Intelligent Building Enclosure
as Energy and Information Mediator
Ardeshir Mahdavi and Khee Poh Lam
One essential aspect of building activity may be interpreted as defining
boundaries between 'inside' and 'outside'. The notion of the building as
a protective shell or a climate modifier emphasizes this utilitarian view. 1
In fact, building enclosures define physically the interface between the
(principally) non-controllable outdoor space and the (commonly) controlled
indoor space. This control aspect implies that the building enclosure handles
environmental factors as a selective and flexible 'filter'.
Traditionally, this filtering function has often been seen to be limited to
the domain of matter/energy flows. Solar radiation and mechanical waves
(sound, vibration) are typical examples of energetic impact, whereas air and
water impact involve mass transfer. The informatory aspect of the underlying
environmental relationships has often been either neglected or insufficiently
addressed. However, the informatory aspect of the building enclosure is by
no means limited to the variations of information flux as a result of the
material-energetic filtering effect. Building enclosures also mark the extension
of architectural artifacts (elements of the built environment) both in the
spatial and 'programmatic' sense. They thus define structures that can be
recognized, attributed, referenced and viewed in relation to other components
of the environment. Enclosures not only modify the informatory flux relevant
to building occupants but act simultaneously as sources of information for
observers and/or visitors.
This multi-fold functionality and the related, complex pattern of
concurrent formal and functional requirements explain why the realization of
high-quality enclosure systems has always been regarded as a critical and
demanding challenge for building designers. At the same time, it implies
the necessity of a conceptual framework for an integrative approach to the
design and evaluation of building enclosure systems. 2 Based on human
ecological terminology and studies in building physics, this contribution
deals particularly with the informatory aspect of building enclosures as a
'mediator' between building inhabitants and environmental factors. To
demonstrate the wide pertinence of this concept, different strategic levels
of information processing have been considered. The topics discussed here
include (in increasing order of the dominance of the informatory aspect) the
importance of energy distribution patterns for the hygro-thermal evaluation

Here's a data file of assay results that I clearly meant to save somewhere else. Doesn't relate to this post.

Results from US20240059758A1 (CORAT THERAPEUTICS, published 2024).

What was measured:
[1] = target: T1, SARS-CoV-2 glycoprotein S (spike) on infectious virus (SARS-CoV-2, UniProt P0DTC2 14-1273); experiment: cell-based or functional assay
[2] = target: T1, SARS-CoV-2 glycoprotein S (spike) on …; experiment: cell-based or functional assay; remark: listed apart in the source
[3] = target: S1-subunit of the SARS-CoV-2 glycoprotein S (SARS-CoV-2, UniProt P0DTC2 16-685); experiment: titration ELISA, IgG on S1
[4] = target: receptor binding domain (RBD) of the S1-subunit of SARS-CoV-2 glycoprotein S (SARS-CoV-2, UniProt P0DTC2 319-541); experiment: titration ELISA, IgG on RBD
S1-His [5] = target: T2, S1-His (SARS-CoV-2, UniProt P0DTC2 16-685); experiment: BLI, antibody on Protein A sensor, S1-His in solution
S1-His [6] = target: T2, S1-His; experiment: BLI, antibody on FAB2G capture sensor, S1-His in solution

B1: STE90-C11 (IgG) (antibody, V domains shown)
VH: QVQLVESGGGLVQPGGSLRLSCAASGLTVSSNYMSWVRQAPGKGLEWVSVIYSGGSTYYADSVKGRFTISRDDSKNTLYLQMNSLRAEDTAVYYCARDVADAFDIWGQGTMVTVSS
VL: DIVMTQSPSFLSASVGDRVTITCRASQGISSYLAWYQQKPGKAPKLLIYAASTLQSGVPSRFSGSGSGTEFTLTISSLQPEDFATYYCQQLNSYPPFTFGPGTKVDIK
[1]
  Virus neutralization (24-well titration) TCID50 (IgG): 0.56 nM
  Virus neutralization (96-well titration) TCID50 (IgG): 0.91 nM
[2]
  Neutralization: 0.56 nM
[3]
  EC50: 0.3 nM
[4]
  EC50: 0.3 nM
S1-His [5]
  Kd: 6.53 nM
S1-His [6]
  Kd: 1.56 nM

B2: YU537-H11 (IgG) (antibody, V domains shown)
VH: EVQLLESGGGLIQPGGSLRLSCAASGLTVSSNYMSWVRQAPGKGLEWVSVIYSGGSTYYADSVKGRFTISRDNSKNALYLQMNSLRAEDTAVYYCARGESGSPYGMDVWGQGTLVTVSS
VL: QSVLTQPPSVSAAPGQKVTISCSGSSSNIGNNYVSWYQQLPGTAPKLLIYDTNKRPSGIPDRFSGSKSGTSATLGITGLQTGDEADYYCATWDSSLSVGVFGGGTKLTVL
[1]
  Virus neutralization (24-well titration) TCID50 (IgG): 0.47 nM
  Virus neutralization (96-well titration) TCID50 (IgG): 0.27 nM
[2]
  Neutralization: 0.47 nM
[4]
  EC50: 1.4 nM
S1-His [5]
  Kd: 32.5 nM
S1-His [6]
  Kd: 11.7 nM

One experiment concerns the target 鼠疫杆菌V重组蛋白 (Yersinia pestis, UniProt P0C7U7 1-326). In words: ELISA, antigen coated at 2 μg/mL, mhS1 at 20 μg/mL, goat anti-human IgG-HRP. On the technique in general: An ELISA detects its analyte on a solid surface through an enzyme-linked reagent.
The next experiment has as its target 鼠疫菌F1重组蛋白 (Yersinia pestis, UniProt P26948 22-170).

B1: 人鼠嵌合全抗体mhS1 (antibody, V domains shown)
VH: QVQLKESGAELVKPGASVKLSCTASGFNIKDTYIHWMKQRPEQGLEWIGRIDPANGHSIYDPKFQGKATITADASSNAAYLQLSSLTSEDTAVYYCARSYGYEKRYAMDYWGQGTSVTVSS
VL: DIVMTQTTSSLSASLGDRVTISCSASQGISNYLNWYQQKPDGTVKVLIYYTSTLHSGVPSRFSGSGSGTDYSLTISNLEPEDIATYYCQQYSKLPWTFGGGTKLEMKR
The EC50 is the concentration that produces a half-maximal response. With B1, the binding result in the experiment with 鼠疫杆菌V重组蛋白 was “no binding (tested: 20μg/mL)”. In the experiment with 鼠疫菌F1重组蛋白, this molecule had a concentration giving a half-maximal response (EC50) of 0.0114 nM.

of building components, the role of information processing considerations in
the definition of acoustic performance requirements of building envelopes,
the importance of flexible control strategies to assure adequate degrees of
freedom in the determination of indoor climate, and the significance of the
communicative function of building enclosures.
Hygro-Thermal Evaluation of Building Components
Architectural heat transfer computation has relied traditionally on the
concept of U-value, which may be regarded as a single energetic specifier in
terms of its dimensional reference (conductive thermal energy flux) and the
related quantitative/scalar nature. The concept of U-value is based on the
notion of 'uniform' one-dimensional heat transfer across the boundaries of
planar building components. This concept cannot be applied to describe
the thermal behavior of building components which involve more complex
distribution patterns of thermal energy (higher 'structural complexity')
and thus require a higher level of information processing in terms of the
description of the phenomena involved. 3 Numerous studies have shown that
the assessment of this higher degree of complexity is necessary if significant
indicators of the hygro-thermal behavior of building components, such as
the minimum indoor surface temperature (important for the evaluation
of surface condensation risk) need to be accurately predicted (Heindl et al.,
1987; Mahdavi 1993a; Mahdavi and Mathew, 1992; Panzhauser et al., 1990;
Panzhauser and Mahdavi, 1989).
Illustrating this point are the results of a study of a significant number
of constructions that are typical in residential and light commercial buildings
in North America (Mahdavi and Mathew, 1992; Mahdavi et al., 1992).

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